My fascination for the coast has always been a combination of an interest in present-day process and forms with the events and products of the past. This is seen as a mixture of coastal morphodynamics and coastal morphostratigraphy. Using the present as a key to the past is one thing, but the past can inform the present and even the future! So much of what we observe in relic coastal landforms and stratigraphic sections raises questions that we must try to answer even though for much of the time we are forced to use our imagination given the removal or burial of the record.
Two weeks ago I had the pleasure of visiting Alice Springs and Uluru for the first time. It is a long way from the sea, or is it? I made myself aware of some geological and geomorphological literature, especially the works of past giants of arid land studies such as Jack Mabbutt and Rowl Twidale. Inselbergs, pediments, flared slopes, desert dunes, all featuring in the classic red centre setting, provided me with a reminder of the vastness and majesty of our continent. But I could not forget two vastly different marine episodes that help mould interior Australia. The most recent occurred in the Cretaceous with its extensive marine transgression. Much older and ironically for this trip more obvious were the marine episodes accompanying the depositional sequences of the Amadeus Basin.
The Amadeus Basin is a well-studied sedimentary basin of early to mid-Palaeozoic age that trends east-west across the southern part of Northern Territory into WA. Its strata have been modified structurally by tectonic events including those around Uluru. Amadeus Basin is about 14 km thick and contains many thick sandstone units as well as units rich in oil and gas such as the Palm Valley gas field. At Kings Canyon, I met large outcrops of the Mereenie Formation of Silurian/Devonian age composed of silica sand. These sands were beautifully stratified and the bedding could be easily interpreted as beach extending upwards into dunes. The ripple marks preserved on slabs were symmetrical in section. Here I was over 1000km from the present coast and in a world of 400m years ago prompting thinking of coastal dynamics!
As a postgraduate student at LSU there was a very inspiring lecturer/professor by the name of John Ferm. He was a specialist in Palaeozoic sedimentology working on Carboniferous sequences in Kentucky and West Virginia. The group I was associated with at LSU, while focussing on so-called Recent sediments, were very conscious of the way their work may assist in the interpretation of ancient deposits rich in oil or coal. Ferm was a coal man. But he pushed me and others to think of the relation between ancient sequences and modern processes and deposits. His work involved looking at stratified sediments that he considered to be nearshore, beachface and tidal inlet. He made the past come alive.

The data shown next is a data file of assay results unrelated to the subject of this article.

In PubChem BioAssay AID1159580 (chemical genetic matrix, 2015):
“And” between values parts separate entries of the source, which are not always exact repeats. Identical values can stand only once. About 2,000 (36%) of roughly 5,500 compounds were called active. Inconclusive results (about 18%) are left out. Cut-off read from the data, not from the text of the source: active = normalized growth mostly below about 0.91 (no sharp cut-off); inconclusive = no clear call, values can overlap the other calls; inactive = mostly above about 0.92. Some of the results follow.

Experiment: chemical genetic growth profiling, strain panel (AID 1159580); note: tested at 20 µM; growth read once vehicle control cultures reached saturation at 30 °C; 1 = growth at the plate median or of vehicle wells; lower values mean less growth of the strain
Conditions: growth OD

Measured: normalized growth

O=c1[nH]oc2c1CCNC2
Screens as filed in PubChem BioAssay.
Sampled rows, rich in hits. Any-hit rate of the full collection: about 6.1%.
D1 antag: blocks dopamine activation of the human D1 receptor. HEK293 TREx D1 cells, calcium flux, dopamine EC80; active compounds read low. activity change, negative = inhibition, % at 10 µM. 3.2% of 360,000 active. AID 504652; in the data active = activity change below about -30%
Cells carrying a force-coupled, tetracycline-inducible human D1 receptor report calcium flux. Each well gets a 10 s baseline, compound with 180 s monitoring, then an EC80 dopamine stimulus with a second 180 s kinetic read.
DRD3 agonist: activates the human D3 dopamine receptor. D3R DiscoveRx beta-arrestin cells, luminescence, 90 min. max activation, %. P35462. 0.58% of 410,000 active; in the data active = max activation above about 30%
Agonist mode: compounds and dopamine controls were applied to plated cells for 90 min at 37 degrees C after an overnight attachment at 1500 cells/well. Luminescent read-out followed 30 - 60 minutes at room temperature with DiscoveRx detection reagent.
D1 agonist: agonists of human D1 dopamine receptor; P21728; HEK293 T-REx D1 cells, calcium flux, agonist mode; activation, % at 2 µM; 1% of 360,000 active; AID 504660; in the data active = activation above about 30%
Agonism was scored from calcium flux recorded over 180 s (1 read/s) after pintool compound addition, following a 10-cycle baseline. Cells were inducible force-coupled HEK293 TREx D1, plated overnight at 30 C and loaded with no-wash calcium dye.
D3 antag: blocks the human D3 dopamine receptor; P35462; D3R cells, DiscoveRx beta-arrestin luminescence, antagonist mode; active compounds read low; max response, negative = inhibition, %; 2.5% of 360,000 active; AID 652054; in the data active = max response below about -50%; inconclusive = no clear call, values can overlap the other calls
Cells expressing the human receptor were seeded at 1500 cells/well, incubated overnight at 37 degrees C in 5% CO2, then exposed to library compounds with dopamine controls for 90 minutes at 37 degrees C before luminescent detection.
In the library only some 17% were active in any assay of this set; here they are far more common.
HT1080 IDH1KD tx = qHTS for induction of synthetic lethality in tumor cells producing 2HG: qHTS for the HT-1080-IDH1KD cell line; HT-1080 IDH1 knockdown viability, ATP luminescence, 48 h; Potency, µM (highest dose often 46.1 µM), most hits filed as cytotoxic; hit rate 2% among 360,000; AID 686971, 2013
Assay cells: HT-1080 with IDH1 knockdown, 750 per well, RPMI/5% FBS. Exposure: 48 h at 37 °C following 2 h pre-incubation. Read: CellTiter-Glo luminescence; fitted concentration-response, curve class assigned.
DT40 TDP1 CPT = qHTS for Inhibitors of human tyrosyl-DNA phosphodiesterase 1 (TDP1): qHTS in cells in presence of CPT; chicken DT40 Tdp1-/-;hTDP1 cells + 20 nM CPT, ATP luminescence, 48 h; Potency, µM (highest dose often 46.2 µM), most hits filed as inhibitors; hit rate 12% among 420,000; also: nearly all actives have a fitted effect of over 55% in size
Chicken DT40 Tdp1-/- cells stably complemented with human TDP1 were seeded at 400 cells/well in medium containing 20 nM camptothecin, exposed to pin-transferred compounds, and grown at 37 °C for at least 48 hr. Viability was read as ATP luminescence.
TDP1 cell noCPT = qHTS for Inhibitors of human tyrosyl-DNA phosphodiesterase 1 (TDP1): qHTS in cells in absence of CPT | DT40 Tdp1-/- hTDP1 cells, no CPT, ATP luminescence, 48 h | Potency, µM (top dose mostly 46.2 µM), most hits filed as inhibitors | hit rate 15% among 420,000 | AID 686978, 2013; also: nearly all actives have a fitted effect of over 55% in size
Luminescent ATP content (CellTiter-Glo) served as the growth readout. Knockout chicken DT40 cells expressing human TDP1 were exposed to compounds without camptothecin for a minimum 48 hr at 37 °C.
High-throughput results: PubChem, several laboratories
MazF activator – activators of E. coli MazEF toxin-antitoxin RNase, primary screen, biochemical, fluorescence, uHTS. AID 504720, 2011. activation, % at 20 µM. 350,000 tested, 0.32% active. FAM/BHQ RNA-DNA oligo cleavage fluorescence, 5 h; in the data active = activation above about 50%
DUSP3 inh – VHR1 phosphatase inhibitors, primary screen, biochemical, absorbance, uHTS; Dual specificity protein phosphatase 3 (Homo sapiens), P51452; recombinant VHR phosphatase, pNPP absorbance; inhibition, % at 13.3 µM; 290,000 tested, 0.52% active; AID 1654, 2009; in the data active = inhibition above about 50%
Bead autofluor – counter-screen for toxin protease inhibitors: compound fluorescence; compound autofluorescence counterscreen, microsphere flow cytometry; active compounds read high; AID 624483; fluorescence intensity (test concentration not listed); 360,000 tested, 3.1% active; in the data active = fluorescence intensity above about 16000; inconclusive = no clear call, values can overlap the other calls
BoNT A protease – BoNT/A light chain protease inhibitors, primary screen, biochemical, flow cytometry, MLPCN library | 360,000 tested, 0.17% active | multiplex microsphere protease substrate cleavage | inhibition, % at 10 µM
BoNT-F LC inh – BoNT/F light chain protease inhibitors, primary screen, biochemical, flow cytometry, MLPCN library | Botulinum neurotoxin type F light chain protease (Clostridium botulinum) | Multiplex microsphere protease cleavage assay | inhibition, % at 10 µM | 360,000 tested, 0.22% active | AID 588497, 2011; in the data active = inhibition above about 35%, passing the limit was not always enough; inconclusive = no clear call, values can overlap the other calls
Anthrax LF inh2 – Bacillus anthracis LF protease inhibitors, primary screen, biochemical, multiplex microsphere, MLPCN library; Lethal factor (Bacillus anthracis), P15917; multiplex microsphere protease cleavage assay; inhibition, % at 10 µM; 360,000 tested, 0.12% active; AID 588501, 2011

The Sydney Basin is also rich in lithified sediments with clear evidence of past processes; the Hawkesbury Sandstone in particular has truncated sand wave stratification that points to a massive fluvial system. The one place where I look for coastal deposits of Triassic age in this Basin is in western Sydney near Minchinbury. Here we find calcareous sands that are part of the Wianamatta Formation that reflect ancient shorelines. Such calcareous deposits are common in ancient Pleistocene and late Tertiary shores that occur in parts of South Australia-Victoria and Western Australia although in both areas the more landward deposits tend to be siliceous and locally rich in heavy minerals. Working with Peter Roy and Cheng Ly in NSW, and some mining companies, I became familiar with the way heavy mineral seams had become imbedded into beachface and dune sands of late Pleistocene and mid Holocene age.
Ancient shoreline sequences have long attracted geologists. In recent decades there has been a coming together of those interested in the Quaternary and present-day processes with those who have explored old rocks. This interaction continues to be an area of research interest to many and for me personally something I cannot escape even when heading off to Alice Springs.
Words by Prof Bruce Thom. Please respect Bruce Thom’s thoughts and reference where appropriately: (c) ACS, 2016, posted 18th July 2016, for correspondence about this blog post please email firstname.lastname@example.org.